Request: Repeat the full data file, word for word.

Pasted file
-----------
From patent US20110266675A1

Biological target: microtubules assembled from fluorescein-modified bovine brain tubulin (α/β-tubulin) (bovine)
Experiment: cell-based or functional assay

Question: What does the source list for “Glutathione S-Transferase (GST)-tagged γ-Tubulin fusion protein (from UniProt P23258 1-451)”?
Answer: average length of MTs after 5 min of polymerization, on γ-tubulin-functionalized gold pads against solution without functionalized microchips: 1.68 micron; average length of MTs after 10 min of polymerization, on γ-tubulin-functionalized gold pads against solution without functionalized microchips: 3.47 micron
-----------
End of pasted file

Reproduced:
From patent US20110266675A1

Biological target: microtubules assembled from fluorescein-modified bovine brain tubulin (α/β-tubulin) (bovine)
Experiment: cell-based or functional assay

Question: What does the source list for “Glutathione S-Transferase (GST)-tagged γ-Tubulin fusion protein (from UniProt P23258 1-451)”?
Answer: average length of MTs after 5 min of polymerization, on γ-tubulin-functionalized gold pads against solution without functionalized microchips: 1.68 micron; average length of MTs after 10 min of polymerization, on γ-tubulin-functionalized gold pads against solution without functionalized microchips: 3.47 micron